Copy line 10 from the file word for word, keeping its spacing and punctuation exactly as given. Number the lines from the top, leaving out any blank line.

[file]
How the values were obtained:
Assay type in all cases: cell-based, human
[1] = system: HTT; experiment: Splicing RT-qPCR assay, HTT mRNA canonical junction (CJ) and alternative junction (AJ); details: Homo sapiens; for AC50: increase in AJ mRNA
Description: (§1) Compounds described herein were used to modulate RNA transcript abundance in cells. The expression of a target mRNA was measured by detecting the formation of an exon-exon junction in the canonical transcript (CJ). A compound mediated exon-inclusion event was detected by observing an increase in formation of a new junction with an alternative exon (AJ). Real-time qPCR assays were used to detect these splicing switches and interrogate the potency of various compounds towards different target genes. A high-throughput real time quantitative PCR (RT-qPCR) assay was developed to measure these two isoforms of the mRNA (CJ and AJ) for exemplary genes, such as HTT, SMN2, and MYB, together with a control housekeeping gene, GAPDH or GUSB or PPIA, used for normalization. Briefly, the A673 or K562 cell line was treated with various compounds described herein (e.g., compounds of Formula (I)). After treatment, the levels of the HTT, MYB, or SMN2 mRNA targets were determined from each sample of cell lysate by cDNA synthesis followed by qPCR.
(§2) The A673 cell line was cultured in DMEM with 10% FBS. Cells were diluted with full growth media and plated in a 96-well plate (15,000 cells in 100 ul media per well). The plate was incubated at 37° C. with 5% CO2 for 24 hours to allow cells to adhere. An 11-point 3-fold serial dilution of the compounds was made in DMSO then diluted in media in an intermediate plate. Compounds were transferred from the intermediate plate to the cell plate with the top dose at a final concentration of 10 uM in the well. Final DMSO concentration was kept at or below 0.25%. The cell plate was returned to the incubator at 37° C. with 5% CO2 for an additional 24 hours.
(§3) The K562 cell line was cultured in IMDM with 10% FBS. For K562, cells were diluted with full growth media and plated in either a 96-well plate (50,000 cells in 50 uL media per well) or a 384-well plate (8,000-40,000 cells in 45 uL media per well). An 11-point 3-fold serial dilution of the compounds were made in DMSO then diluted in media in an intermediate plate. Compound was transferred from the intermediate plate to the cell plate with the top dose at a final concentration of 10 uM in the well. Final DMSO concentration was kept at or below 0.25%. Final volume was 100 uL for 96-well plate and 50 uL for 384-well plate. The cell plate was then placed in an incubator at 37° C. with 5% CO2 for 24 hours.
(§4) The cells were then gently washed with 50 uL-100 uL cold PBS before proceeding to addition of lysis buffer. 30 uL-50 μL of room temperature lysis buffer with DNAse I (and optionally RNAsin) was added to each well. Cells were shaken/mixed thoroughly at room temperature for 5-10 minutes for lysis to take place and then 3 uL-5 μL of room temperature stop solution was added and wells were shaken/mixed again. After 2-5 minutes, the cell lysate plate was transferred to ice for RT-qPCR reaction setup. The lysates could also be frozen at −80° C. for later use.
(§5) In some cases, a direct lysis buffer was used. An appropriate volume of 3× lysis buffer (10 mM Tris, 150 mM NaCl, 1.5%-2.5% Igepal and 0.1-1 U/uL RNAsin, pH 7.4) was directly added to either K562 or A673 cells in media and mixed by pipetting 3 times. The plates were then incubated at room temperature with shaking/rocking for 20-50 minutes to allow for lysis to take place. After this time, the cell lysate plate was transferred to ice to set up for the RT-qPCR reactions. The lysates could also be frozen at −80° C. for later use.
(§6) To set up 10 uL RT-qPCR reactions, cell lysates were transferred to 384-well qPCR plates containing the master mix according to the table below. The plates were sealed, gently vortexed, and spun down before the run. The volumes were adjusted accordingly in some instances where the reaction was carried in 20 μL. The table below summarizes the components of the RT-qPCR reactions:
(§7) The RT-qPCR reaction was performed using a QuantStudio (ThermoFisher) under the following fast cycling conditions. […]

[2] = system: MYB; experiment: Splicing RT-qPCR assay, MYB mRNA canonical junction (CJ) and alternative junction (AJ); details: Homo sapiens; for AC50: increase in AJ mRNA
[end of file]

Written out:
(§7) The RT-qPCR reaction was performed using a QuantStudio (ThermoFisher) under the following fast cycling conditions. […]